Professor Naveed Sattar wins EASD’s Camillo Golgi Prize
A Metabolic Medicine professor based in Scotland has been awarded the prestigious Camillo Golgi Prize by the European Association for the Study of Diabetes (EASD).
Professor Naveed Sattar, from the University of Glasgow and Honorary Consultant in Metabolic Medicine at the Glasgow Royal Infirmary University, was contacted by Chairman of the Camillo Golgi award Committee, to be told he had scooped the prize.
It’s fair to say that few diabetes researchers have done as much as Naveed Sattar across most of the above CVD-related domains, leading to a reputation of excellence in understanding and explaining CVD risk in diabetes Professor Martin Rutter
The award is presented to someone who has provided outstanding contributions in the field of histopathology, pathogenesis, prevention and treatment of the complications of diabetes which have been carried out in Europe by a member of EASD.
Professor Sattar said: “It’s a huge honour to have been chosen as the recipient of this award and to have my work recognised on a European scale is hugely rewarding. I am very appreciative to my excellent colleague and friend, Professor Martin Rutter who took the time to submit my nomination, but also to the incredible and dedicated people I have worked with throughout my career, who without them, I simply would not have been able to have done a lot of the research I’ve carried out.”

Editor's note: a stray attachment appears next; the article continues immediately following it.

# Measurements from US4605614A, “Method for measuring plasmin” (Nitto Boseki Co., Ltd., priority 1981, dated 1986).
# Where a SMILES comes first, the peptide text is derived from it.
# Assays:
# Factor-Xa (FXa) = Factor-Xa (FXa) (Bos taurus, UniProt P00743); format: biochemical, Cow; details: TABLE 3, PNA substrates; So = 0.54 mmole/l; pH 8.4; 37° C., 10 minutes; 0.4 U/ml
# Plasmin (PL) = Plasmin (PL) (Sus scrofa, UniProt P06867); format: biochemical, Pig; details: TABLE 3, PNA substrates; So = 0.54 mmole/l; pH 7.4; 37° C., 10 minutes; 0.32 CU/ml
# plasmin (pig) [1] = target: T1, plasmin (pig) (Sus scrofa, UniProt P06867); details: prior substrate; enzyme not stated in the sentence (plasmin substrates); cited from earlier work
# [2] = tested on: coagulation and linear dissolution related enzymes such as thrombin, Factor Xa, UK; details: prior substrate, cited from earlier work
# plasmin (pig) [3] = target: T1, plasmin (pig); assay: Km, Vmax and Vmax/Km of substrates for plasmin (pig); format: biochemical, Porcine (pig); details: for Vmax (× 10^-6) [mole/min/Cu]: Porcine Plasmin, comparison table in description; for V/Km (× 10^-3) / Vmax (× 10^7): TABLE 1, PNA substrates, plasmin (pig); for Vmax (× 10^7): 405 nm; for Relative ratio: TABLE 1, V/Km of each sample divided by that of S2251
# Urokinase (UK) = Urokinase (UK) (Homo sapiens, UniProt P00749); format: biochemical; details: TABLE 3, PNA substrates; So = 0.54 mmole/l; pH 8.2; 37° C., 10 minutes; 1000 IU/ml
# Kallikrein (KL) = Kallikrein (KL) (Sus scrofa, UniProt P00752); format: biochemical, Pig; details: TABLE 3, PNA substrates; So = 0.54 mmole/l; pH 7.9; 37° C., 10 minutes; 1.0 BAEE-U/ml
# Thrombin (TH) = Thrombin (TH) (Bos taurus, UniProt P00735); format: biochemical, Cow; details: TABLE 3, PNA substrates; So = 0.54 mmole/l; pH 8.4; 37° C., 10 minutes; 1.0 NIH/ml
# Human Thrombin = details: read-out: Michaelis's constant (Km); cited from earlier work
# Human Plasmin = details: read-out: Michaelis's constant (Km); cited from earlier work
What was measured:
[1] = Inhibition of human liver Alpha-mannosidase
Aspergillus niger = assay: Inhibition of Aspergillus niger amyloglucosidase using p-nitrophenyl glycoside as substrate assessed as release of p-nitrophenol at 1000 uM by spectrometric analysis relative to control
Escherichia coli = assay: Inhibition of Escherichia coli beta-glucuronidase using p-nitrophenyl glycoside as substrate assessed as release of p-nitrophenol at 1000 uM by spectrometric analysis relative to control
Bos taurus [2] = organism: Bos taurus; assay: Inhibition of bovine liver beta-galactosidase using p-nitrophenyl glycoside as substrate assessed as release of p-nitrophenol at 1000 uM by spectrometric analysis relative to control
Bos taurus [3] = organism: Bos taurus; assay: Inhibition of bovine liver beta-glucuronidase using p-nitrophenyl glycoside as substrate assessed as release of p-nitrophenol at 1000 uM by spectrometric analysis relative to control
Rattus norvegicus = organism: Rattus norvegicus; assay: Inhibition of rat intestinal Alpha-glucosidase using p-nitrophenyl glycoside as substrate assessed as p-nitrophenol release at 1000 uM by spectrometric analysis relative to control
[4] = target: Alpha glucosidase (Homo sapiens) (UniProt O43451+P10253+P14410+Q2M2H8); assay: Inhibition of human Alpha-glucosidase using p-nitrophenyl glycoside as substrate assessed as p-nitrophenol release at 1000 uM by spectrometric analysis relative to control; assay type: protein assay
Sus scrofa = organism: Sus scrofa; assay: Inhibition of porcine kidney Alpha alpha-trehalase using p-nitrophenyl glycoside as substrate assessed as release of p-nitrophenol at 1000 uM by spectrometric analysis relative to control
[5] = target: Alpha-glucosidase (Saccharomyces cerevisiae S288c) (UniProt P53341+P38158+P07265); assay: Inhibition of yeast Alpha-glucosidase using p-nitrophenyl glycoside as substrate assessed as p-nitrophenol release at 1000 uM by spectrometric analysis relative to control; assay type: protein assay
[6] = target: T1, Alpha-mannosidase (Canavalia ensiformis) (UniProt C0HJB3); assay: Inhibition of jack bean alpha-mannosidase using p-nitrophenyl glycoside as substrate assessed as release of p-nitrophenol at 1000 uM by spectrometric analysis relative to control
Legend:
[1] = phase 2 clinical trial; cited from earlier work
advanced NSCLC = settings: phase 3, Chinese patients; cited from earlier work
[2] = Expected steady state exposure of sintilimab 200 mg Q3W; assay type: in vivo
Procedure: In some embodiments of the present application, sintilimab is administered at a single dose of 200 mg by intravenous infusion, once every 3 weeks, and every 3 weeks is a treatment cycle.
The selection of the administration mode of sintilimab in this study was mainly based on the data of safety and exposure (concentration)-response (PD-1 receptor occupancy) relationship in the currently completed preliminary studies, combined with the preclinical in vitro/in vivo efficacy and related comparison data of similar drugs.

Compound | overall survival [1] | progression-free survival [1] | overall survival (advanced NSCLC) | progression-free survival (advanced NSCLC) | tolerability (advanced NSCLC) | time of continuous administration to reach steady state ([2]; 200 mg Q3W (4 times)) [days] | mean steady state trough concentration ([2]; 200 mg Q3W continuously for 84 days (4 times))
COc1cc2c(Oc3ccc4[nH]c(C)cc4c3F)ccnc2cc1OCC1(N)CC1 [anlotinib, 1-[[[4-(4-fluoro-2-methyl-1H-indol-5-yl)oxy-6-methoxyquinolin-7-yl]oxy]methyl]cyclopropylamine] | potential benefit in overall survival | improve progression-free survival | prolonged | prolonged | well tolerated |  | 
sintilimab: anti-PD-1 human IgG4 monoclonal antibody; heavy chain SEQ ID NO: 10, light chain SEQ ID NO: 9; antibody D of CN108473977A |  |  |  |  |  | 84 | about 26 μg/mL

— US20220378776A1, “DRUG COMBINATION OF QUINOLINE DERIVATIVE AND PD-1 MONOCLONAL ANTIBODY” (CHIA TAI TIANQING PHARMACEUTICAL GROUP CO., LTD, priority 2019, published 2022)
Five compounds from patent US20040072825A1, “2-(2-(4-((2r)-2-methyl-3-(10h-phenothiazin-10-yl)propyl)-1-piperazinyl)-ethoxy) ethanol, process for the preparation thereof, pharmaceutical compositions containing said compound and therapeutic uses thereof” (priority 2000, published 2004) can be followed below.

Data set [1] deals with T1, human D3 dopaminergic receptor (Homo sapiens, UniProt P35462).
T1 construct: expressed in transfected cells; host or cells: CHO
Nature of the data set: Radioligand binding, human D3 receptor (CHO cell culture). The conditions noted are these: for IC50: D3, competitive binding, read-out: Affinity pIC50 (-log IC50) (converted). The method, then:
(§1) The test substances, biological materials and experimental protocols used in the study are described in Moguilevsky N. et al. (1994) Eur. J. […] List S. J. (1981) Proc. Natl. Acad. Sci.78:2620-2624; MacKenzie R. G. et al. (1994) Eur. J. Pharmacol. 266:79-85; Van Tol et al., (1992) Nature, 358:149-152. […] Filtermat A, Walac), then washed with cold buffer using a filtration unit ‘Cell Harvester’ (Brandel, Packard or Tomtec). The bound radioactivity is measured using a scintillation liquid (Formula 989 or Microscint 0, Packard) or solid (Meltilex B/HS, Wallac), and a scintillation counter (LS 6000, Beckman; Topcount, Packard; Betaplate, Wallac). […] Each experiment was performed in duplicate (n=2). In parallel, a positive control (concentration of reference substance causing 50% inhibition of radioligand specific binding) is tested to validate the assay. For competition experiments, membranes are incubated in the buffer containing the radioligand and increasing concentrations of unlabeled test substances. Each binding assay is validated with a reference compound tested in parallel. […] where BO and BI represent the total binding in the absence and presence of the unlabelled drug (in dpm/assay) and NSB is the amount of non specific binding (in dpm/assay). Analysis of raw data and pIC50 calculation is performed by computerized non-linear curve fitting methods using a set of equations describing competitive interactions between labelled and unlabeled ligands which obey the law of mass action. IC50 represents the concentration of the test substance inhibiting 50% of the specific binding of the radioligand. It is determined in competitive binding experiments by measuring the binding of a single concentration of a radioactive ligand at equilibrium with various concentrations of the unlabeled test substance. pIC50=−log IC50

In his 25-year career Professor Sattar has contributed to nearly 1,000 research papers and nearly a third relate in some way to diabetes and cardiovascular disease. His papers have helped improve the understanding of pathogenesis of cardiovascular disease (CVD) in diabetes and have aided CVD preventative efforts.
Some of the key papers he has worked on have featured heavily in relevant national and international guidelines. In addition, Professor Sattar has been invited to sit on several steering committees of ongoing outcome trials in diabetes, which include relevant trials in CVD prevention.
He has specifically worked on some of the major epidemiology findings of CVD risk in diabetes in relation to age of onset, sex and ethnicity, as well working in type 2 diabetes prevention, having been a part of the DiRECT trial.
In his nomination letter to EASD, Professor Rutter said: “It’s perhaps true to reflect that the biggest change in the risk and management of diabetes complications in the last one to two decades has come in cardiovascular disease (CVD), once diabetes’ biggest killer. The field has witnessed major changes in disease prevalence, CVD death rates, leading to CHD outcomes being less common and others (e.g. heart failure) more so.
“It’s fair to say that few diabetes researchers have done as much as Naveed Sattar across most of the above CVD-related domains, leading to a reputation of excellence in understanding and explaining CVD risk in diabetes.
“Naveed has often proposed different ways to look at the evidence, challenging conventional wisdom in a balanced and robust manner.”
The prestigious award is named after Camillo Golgi who was awarded the Noble Prize in 1906 for his studies on the nervous system and kidney physiology.